What does sharpness being reduced 50% mean? Does that mean with 2x+1.4x relative to bare lens? Since adding a 2xTC can increase resolution by a maximum of x2 and a 1.4xTC by a maximum of x1.4, it doesn't look as if you are gaining anything by stacking them.
You've got a point. But remember the 2x extender increases the pixels on target by 4x. 2x in two dimensions, if that makes sense (so, say the bare lens gave you a subject 1000x1000 pixels, that would be 1MP; doubling the focal length gives you 2000x2000, which is 4MP).
It has a couple of advantages I would say. First, it makes the subject bigger in the viewfinder, which can help if you're focusing manually. Second, if you were to crop to the same size the noise patterns would be different. again it's hard to put into words. But shrinking down an image taken with a longer focal length would reduce the appearance of noise, whereas simply cropping to give the same field of view at a shorter focal length makes the noise more apparent.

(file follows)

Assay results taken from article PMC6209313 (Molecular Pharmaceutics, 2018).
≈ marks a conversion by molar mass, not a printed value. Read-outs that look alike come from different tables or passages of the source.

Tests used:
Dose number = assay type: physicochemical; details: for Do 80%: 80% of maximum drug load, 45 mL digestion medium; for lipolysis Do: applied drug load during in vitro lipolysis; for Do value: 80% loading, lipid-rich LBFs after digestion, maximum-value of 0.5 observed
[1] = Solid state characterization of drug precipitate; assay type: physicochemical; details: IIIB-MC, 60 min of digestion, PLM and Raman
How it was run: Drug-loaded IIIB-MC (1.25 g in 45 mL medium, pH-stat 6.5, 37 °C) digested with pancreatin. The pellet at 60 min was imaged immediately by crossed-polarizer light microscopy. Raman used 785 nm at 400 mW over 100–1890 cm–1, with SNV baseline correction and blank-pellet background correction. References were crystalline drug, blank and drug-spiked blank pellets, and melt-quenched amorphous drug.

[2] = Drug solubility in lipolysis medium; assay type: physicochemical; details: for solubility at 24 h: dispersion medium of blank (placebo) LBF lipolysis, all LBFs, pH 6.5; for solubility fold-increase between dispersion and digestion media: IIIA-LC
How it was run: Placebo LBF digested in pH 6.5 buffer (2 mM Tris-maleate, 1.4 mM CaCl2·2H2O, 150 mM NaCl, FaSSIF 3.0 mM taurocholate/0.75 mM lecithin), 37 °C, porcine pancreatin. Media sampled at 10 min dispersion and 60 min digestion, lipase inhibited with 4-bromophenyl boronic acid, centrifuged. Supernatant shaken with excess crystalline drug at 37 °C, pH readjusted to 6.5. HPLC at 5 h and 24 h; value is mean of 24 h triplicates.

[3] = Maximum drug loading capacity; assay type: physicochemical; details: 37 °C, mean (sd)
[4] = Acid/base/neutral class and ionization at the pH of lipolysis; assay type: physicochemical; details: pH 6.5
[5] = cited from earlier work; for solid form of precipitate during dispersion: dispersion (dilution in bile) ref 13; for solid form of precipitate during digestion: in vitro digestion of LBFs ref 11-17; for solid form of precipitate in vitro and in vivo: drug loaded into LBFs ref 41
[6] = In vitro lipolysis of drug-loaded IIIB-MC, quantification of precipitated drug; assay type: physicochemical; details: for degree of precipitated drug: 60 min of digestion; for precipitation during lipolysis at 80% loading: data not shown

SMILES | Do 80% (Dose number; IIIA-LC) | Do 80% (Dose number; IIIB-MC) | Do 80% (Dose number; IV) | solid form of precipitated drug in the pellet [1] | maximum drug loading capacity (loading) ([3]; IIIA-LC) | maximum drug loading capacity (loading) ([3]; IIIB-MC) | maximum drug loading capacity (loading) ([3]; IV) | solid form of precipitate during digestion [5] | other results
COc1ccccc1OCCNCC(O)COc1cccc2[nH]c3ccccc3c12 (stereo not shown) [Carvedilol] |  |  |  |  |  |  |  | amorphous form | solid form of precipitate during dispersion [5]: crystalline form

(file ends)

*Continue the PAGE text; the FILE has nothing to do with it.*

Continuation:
In my subjective view, 2x + 1.4x does give extra resolution. Beyond that, you're not gaining any extra details, but the above points hold (the big exception being stacked astrophotography, where you regain all that resolution by combining multiple images, so any extra focal length is good).
In terms of number of pixels, sure doubling f means you get 4x more on target. However, if you halve the the resolution in 1 dimension you lose 2x2 = 4x in two dimensions. So, you have got nowhere. Now mackguyver has just found that adding the 1.4 to the 2x lowers the sharpness from 80 to 50%, ie by a factor of 1.6, for an increase in f of 1.4x. So you have actually moved back in resolution for a loss of autofocus and aperture.
Oh, I think I interpreted '50%' differently. It's definitely something worth testing, I've never done it systematically. If I do, I'll post my results here (as I said above, my subjective impression is it's worth it up to a point).